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Buddhist Buzzwords: Renunciation

July 14, 2010

When I first started reading up on Buddhism, this word, renunciation, really had me perplexed.

Defined very simply, renunciation is the act of renouncing. Renouncing something is to refuse it, or better yet, to abandon it completely. This is what frightened me. I thought being a Buddhist meant I had to give up everything, maybe this is where you are at to.

That’s far from the truth though. Buddhism isn’t asking us to give everything up, to pack it up and leave life behind. What Buddhism is asking us is to get rid of the bull, to detach from the harmful objects or states of mind that keep us stuck.

The concept behind this is, without the object of attachment, our grasping will lessen thus allowing us to offer ourselves up to things our minds wouldn’t normally be open to.

By renouncing “me” for instance, this opens us up to truly see there is a “we”. We can begin to see the the separate life we lead is not so separate after all, that our actions not only affect ourselves, but affect those around us locally and globally.

I don’t want to get to far off topic, so the “me” and “we” column will come another time. The whole point is, renunciation doesn’t mean our life is over, it means our life can finally begin! All in all, renunciation means to just let go.

My intention with these “Buddhist Buzzword” columns is to break down the words that confused me, in hopes to dispel your confusion. I am no expert, even after a few years of practice, I am still a newbie. My word is not gold, hell it’s barely iron pyrite. These are just my interpretations and I hope that, if anything, they are of some help to you.

4 Comments leave one →
  1. July 14, 2010 3:28 pm

    I am glad that my sharings are helpful. You always provide a very sincere post, and your work with the blog swaps has introduced me to a lot of other great work on the “WWW” that are really providing great daily insight to Buddhist living. So I am actually honored when I am allowed to share my contributions to your blog.

  2. July 14, 2010 9:30 am

    Thanks for clearing up what is obviously still some confusion on my part, Joshua. I’ve appreciated all the comments you’ve made lately and thank you for taking the time to explain your thoughts.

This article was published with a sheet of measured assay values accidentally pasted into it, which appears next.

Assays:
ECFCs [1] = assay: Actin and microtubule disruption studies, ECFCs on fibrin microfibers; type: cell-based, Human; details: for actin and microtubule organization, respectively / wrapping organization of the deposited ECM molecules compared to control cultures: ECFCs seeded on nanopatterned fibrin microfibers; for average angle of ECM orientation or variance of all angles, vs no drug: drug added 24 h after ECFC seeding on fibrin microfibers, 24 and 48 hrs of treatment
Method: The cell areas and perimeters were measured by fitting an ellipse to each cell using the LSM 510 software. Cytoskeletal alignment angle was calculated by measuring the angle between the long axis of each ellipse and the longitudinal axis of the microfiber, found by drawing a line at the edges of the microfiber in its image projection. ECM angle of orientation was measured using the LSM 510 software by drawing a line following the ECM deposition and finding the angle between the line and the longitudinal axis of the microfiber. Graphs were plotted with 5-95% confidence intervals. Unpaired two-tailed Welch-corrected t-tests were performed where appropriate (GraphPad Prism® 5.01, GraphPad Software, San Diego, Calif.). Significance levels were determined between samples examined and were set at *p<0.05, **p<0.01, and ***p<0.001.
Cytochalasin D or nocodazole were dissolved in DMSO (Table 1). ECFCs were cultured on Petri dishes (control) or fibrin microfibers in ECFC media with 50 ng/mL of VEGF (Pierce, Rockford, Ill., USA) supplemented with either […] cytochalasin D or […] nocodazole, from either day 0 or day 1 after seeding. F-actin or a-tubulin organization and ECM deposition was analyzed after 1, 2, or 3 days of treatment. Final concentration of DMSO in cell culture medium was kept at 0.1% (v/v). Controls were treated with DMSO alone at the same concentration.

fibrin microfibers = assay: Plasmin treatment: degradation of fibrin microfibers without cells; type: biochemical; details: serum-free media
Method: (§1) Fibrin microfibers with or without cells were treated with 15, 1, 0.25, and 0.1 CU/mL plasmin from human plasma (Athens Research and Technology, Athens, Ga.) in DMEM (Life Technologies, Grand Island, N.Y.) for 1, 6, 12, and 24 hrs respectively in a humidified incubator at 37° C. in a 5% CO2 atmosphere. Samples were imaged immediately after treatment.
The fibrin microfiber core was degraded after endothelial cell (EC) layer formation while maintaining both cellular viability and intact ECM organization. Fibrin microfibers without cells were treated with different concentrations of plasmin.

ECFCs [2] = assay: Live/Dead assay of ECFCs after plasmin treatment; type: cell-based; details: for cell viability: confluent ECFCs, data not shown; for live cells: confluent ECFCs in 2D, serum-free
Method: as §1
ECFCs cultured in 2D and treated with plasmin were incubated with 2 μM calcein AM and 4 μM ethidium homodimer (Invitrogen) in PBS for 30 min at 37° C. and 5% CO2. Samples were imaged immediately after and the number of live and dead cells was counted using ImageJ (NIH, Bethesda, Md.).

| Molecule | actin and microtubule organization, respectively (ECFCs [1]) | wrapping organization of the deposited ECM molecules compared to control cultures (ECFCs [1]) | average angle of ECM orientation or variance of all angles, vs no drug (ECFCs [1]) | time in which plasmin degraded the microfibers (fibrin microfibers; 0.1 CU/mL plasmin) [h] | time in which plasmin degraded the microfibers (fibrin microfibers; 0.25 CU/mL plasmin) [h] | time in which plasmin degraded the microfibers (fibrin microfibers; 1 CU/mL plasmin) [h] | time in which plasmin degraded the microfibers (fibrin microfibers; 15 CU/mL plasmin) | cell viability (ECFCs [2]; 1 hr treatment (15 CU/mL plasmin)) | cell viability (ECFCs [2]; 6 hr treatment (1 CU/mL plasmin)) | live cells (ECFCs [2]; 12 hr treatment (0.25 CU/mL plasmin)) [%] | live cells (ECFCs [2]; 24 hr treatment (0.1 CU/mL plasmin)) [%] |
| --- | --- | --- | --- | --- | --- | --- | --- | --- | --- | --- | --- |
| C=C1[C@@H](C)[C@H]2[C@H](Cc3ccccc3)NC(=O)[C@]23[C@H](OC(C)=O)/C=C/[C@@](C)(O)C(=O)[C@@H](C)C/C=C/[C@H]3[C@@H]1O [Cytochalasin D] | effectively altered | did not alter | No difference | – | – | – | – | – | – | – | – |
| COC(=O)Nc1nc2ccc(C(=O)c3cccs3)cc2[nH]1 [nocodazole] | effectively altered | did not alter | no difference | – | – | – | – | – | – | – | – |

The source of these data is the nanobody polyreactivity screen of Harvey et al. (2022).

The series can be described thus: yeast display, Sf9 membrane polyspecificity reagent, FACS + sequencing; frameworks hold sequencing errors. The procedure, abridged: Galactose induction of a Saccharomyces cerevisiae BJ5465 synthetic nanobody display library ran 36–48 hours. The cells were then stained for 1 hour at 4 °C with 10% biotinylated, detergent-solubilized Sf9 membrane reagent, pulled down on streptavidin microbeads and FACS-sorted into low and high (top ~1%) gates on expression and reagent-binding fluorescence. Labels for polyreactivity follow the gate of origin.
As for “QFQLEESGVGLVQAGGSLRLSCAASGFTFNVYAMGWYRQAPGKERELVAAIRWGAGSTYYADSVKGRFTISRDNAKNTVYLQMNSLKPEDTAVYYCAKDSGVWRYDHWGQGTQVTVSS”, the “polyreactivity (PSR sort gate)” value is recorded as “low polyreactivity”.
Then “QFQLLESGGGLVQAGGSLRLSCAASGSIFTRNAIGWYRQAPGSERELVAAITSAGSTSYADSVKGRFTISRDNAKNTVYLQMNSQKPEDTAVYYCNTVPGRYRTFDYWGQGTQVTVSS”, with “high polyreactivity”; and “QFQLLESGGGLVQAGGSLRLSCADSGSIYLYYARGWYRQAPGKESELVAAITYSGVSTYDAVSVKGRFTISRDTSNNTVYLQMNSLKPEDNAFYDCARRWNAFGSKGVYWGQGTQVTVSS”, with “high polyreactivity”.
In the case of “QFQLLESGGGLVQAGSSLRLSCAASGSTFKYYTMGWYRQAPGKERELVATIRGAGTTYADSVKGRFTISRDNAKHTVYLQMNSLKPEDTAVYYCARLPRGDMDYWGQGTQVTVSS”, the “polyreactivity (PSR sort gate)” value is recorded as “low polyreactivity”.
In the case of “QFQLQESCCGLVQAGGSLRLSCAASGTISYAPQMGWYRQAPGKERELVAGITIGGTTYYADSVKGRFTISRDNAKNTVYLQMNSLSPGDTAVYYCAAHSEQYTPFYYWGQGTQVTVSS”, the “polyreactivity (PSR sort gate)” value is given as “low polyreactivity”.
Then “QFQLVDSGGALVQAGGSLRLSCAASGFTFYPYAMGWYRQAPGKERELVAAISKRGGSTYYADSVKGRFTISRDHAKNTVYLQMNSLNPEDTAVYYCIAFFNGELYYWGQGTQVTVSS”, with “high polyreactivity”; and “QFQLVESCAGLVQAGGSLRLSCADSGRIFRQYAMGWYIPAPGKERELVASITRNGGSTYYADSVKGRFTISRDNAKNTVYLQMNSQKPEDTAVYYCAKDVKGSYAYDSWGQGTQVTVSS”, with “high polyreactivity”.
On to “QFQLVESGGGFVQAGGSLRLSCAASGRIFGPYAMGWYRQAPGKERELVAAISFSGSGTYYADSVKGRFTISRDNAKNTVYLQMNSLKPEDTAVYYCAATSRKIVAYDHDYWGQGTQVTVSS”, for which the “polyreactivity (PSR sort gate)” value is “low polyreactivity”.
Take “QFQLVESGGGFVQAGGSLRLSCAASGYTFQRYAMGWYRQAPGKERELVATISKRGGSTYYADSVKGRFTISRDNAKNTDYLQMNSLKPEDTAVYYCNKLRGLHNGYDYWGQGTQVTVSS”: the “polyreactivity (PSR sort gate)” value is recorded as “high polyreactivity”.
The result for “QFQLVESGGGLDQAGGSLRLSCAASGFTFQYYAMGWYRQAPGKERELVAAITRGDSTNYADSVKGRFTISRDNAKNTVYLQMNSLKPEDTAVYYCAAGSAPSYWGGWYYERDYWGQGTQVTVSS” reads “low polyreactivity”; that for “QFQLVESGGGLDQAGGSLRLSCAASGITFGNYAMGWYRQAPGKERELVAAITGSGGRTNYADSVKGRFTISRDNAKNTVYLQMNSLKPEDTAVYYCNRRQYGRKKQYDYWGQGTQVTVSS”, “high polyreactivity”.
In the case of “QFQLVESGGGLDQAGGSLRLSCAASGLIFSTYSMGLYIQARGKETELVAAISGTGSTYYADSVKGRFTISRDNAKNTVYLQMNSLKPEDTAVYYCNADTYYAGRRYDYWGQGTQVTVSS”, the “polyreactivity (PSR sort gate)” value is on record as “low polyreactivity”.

3. July 14, 2010 6:45 am

    As lay Buddhists, we normally do not use this word renouncing. It is the term associated with those who are picking up the saffron robes to follow the rules of the Vinaya Piṭaka (rules of the monastic). He sheds his outward attachments, he sheds his emotional attachments, and the five hindrances. As the Buddha teaches, “A householder looks at his home and thinks that it is too cramped and stifling to remain in this home, and steps away from it into the open air to be free.”

    But as lay Buddhists we are not asked to renounce, but to take refuge.

    Refuge in Western terms is often looked at as seeking shelter within– and this is the true definition of the word. But the translation from the Pali term “gachammi” really means “to journey with.” This was a common practice and vow in ancient India with gurus and teachers.

    The Buddha developed the understanding of the Middle Path (Marga Marga). To that imagery we must see ourselves as following the Buddha, the Dhamma and the Sangha in that journey.

    As a monastic there is an abrupt renunciation where all the aggregates outside of his own that he/she carries is dropped to pick up the begging bowl and robes and continue the spiritual path through life.

    As lay people, we do not have a renunciant life, but what I call a “relational life.” We continue to walk the path, burdened by the aggregates we attach to (e.g. house, job, family, wife, etc.), but as we journey — instead of renouncing– we liberate ourselves from our burdens gradually.

    A great life metaphor for me was preparing to move as I sold my house. So much stuff in the attic. Stuff I haven’t seen since childhood. Stuff I held onto because I thought it was valuable. Stuff I thought would be important to burden my children with when I die and make them carry it around in the attic. I tossed it all and felt how liberating it was. I also saw how much house I had been forced to own just to accommodate “things” that I neither needed nor wanted.

    Sweep the attic clean out, then the house, then literally clean the house out of your life.

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  1. Cleaning out the Attic: Renunciation vs. Refuge « Applied Buddhism

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